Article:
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  1. #1
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    Question How do you explain this...

    Are cars so soft that the roof will collapse just from jumping on it, and the doors will twist and pop open just by kicking them. These youtube vids show people demolishing cars like they were made of paper. Are cars just generally poorly made these days or is there some other aspect that I'm not seeing? Any thoughts would be appreciated.

    http://www.youtube.com/watch?v=4Csxh-78FL8

    http://www.youtube.com/watch?v=vz3yUOPOUCg

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  3. #2
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    Re: How do you explain this...

    Well Im not sure what you mean by "these days" as both of the cars in the videos seemed rather aged to me. While im not an expert on how cars are made, I know that it is more in the interior of the body (not the shell, but the steel and reinforments under it). Your seatbelt does alot of work too.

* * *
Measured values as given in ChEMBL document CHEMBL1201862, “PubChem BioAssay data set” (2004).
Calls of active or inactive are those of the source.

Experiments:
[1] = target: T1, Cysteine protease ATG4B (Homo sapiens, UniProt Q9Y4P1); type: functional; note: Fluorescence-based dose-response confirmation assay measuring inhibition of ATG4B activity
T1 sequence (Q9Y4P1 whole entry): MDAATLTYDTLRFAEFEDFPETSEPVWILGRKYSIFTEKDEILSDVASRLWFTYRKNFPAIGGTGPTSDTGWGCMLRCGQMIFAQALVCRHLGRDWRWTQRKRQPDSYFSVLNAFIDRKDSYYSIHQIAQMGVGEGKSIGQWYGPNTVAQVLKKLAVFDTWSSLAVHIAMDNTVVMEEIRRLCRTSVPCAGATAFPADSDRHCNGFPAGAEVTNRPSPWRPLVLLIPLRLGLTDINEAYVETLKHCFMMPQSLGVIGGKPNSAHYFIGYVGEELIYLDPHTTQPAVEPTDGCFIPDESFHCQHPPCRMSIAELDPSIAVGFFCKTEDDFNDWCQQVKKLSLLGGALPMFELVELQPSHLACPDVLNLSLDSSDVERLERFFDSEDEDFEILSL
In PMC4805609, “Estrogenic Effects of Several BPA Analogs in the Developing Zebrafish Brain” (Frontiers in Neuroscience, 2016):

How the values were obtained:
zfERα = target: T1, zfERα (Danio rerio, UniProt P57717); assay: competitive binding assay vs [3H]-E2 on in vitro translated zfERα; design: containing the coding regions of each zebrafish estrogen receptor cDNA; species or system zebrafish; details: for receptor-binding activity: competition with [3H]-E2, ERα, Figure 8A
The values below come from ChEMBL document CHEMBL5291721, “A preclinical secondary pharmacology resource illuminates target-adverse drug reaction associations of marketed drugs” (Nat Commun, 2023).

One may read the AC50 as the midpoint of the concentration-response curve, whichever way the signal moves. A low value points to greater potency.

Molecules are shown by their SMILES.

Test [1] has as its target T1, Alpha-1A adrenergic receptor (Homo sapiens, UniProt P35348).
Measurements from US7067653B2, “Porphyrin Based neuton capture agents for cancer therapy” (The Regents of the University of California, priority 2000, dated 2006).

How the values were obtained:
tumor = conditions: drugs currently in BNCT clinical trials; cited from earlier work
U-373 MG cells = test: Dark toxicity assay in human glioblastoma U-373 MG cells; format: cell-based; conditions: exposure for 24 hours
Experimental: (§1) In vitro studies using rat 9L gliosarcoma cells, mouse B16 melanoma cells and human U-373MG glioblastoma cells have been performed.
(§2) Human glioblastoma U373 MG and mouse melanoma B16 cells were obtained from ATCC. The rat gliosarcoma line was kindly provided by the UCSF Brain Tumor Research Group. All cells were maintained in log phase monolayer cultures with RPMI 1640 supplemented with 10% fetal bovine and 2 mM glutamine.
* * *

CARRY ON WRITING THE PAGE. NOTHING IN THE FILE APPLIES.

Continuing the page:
4. #3
    Admin - CPS Technician joolsplus3's Avatar
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    Re: How do you explain this...

    Quote Originally Posted by Unregistered View Post
    Are cars so soft that the roof will collapse just from jumping on it, and the doors will twist and pop open just by kicking them. These youtube vids show people demolishing cars like they were made of paper. Are cars just generally poorly made these days or is there some other aspect that I'm not seeing? Any thoughts would be appreciated.

    http://www.youtube.com/watch?v=4Csxh-78FL8

    http://www.youtube.com/watch?v=vz3yUOPOUCg

    Yeah, that's about how it is. Those are older and probably don't have reinforced safety cages like most cars do now, but still you WANT your car to 'give' a little (what I mean is, yes, the outer parts of the car SHOULD be easy to destroy), so it absorbs energy in a crash instead of transferring that energy to your body. I'm a little annoyed with cars whose bumpers are only for 'looks' and when you bump them into things it can cost thousands of dollars to fix (www.iihs.org has bumper ratings from time to time, it may be on their site all the time).